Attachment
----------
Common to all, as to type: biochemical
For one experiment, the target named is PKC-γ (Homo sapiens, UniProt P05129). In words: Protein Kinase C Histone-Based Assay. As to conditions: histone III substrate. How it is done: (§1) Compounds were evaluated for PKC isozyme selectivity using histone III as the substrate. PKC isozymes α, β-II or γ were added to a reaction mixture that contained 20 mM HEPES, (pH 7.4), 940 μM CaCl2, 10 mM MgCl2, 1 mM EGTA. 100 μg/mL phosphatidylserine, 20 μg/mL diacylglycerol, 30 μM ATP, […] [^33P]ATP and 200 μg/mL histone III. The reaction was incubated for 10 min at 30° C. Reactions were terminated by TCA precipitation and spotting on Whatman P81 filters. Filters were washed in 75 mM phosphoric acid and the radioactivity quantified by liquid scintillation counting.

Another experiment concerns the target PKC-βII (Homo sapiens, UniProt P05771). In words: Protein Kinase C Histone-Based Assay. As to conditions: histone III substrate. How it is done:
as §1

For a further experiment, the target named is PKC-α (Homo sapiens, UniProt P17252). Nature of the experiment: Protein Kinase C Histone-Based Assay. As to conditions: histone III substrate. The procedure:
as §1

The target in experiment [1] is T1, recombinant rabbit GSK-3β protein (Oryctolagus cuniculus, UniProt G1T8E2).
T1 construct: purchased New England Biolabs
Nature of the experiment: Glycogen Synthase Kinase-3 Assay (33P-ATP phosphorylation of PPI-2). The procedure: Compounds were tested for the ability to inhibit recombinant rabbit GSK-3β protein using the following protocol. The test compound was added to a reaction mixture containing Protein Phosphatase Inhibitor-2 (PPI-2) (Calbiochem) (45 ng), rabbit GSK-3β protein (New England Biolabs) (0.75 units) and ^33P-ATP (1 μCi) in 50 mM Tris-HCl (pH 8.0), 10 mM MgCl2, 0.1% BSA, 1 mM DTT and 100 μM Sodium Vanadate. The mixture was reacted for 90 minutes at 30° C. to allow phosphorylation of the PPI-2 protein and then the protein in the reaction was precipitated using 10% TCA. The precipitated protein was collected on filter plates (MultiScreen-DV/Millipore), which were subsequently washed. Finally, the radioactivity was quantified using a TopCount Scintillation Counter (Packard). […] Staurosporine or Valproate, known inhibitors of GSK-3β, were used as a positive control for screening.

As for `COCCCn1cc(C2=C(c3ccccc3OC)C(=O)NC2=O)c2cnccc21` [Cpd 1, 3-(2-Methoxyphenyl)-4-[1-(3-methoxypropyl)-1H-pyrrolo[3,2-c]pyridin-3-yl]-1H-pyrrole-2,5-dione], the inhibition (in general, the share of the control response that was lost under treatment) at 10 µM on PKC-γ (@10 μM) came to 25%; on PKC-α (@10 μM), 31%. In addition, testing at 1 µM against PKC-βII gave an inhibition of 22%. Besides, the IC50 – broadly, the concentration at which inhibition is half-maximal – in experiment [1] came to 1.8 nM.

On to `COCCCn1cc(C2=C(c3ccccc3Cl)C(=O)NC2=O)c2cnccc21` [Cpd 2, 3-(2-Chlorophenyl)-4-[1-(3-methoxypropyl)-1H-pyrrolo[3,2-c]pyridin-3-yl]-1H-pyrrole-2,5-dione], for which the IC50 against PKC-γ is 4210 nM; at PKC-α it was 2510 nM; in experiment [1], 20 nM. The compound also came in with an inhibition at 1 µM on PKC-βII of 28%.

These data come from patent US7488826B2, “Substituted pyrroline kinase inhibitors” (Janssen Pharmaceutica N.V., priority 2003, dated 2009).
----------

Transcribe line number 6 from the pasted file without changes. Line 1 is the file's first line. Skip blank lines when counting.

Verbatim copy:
as §1